The optimal time for children to have braces will vary from child to child, but all children should be assessed for orthodontic treatment by age 7. A child-friendly dentist can examine your child’s teeth to determine the need for orthodontic treatment.
- An evaluation by age 7 is best as a dentist can see any alignment issues with the permanent teeth coming through.
- Every child’s teeth develop differently, but most orthodontic treatments are between ages 8 and 14.
- Depending on the issues, a child may need orthodontic treatment early, before their teenage years.
“The average treatment time for orthodontia will range anywhere from one year to over two years. In general, however, the average time for treatment is just under two years. It’s important to remember that every child is different and treatment times can vary greatly!”
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If you have dental concerns, please make an appointment with us.
Dr. Moira Wong – Orthodontist
An exceptionally skilled orthodontist who simply loves to improve the smiles of adults and children.
Dr Moira Wong (GDC no: 67960, UK) developed an ambition to specialise in the field of orthodontics during her time as a dentistry student at the London Hospital Medical College. After graduating in 1994, she gained experience in all fields of dentistry prior to specialisation. This included working as part of the Pennstar trauma team at the University of Pennsylvania.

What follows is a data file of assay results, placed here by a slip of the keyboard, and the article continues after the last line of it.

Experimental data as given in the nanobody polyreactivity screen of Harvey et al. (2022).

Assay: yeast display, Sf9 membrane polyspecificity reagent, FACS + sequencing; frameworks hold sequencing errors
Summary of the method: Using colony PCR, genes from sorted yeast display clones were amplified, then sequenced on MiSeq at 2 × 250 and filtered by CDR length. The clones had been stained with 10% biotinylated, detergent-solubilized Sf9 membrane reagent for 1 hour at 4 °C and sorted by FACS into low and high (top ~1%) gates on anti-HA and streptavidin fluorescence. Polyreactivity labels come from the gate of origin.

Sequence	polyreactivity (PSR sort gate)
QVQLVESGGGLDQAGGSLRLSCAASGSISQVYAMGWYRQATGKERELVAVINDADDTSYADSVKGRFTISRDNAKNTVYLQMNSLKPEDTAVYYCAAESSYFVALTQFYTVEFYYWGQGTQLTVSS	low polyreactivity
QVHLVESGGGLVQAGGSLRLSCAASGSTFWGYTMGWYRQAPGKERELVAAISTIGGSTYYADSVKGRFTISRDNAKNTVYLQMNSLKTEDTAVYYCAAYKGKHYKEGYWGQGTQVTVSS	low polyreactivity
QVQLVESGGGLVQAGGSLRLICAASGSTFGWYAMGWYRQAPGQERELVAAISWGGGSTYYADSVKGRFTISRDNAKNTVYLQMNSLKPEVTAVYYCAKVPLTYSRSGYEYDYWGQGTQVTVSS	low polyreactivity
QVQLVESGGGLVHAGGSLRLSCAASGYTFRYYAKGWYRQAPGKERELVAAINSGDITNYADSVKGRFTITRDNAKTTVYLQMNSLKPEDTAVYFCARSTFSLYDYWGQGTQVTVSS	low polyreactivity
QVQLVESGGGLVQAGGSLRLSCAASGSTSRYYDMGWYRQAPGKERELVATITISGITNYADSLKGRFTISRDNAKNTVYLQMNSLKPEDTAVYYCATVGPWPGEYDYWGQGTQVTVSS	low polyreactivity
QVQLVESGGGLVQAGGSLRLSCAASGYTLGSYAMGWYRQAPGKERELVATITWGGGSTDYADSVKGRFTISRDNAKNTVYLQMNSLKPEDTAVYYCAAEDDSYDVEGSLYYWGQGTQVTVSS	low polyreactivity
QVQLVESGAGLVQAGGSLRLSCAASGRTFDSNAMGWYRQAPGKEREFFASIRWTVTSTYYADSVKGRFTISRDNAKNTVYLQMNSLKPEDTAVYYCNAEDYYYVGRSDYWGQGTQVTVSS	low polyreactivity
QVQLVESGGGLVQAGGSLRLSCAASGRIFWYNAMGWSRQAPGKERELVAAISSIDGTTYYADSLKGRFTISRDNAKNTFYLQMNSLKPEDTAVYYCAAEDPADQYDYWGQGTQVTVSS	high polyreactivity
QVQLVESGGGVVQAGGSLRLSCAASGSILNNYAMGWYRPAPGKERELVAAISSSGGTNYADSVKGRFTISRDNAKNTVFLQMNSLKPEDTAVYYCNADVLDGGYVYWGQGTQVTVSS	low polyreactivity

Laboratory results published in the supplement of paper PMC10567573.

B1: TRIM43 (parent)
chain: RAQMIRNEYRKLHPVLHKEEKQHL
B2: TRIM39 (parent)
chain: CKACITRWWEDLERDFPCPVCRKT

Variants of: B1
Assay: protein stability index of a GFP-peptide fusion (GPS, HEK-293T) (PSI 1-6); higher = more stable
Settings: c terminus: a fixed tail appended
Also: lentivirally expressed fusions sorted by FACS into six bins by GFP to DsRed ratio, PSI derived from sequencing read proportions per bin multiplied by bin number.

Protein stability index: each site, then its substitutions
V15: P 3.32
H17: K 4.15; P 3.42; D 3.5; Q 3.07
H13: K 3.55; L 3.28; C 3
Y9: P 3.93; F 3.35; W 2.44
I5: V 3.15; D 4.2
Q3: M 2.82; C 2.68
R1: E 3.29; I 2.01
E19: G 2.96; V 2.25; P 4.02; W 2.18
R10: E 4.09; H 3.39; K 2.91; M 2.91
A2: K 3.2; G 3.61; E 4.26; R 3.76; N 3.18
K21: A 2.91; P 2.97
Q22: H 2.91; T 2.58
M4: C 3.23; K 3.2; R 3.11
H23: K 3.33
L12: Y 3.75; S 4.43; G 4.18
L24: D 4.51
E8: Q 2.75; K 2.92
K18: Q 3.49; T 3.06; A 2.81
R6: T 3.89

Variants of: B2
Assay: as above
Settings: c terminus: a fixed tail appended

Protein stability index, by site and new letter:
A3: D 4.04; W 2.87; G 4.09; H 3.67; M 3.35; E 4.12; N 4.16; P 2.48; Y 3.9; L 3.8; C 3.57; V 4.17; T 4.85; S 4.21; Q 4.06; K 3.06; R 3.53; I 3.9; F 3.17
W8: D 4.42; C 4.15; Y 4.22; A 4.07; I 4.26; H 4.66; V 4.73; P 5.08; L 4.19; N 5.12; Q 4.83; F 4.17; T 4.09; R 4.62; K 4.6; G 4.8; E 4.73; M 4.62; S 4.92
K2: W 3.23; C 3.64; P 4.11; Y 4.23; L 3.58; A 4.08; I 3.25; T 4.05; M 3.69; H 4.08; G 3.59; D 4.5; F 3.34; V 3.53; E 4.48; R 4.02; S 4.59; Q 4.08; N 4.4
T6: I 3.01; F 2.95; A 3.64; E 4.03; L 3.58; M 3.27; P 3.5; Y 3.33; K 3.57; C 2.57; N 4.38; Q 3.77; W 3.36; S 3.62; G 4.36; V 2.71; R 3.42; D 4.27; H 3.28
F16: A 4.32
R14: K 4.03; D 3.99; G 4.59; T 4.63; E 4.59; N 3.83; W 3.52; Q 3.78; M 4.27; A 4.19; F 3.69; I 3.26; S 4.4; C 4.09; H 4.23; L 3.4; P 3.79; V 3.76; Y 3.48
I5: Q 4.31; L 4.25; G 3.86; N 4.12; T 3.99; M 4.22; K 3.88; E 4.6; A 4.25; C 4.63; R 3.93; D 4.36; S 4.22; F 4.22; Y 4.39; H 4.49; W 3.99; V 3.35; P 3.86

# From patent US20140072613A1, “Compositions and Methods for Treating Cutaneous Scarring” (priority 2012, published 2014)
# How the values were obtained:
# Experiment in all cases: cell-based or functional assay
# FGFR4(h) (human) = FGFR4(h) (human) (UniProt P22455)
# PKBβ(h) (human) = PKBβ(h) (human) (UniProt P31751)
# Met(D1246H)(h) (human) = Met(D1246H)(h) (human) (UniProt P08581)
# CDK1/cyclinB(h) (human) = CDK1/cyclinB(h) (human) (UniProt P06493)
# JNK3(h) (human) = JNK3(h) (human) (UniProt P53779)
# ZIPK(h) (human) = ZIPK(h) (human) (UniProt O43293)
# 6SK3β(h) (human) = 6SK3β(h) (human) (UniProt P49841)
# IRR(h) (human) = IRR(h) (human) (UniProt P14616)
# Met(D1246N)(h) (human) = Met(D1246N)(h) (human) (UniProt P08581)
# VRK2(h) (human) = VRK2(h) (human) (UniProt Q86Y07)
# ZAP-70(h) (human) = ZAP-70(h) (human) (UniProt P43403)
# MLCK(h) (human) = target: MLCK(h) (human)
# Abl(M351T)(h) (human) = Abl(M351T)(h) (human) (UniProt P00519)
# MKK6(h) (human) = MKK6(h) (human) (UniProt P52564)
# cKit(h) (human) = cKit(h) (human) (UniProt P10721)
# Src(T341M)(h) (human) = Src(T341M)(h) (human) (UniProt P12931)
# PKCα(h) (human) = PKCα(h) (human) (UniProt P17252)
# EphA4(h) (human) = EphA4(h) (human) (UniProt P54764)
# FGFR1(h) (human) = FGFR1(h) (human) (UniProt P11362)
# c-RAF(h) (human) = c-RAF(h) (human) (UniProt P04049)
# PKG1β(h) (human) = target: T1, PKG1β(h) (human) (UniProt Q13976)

Dr Wong’s career pathway began with a spell as a house officer in prosthetic dentistry at the Royal London Hospital, followed by senior house officer positions at the Bristol Dental Hospital. During this period she gained her fellowship in dental surgery and worked in the paediatric dentistry department, treating special needs children and addressing complicated developmental problems. She also worked with adults requiring the replacement of multiple teeth.
Returning to London to take up a position as a senior house officer in oral surgery, Dr Wong gained experience in dental and facial surgery. One of her busiest nights was helping with the suturing of patients following a national rail crash.
Dr Wong was then accepted onto the specialty training programme at Guy’s Hospital, where she spent a further three years gaining her master’s degree. She continued onto a consultant training programme at King’s College and St George’s Hospital, gaining her Fellowship in orthodontics. Currently less than 300 UK practitioners have this level of training, with just 5 to 10 people gaining the accreditation in an average year.
Today, Dr Wong has acquired an excellent reputation for her highly sophisticated work and approachable, communicative manner. Her ambition is to be recognised as nothing less than the best orthodontist in London.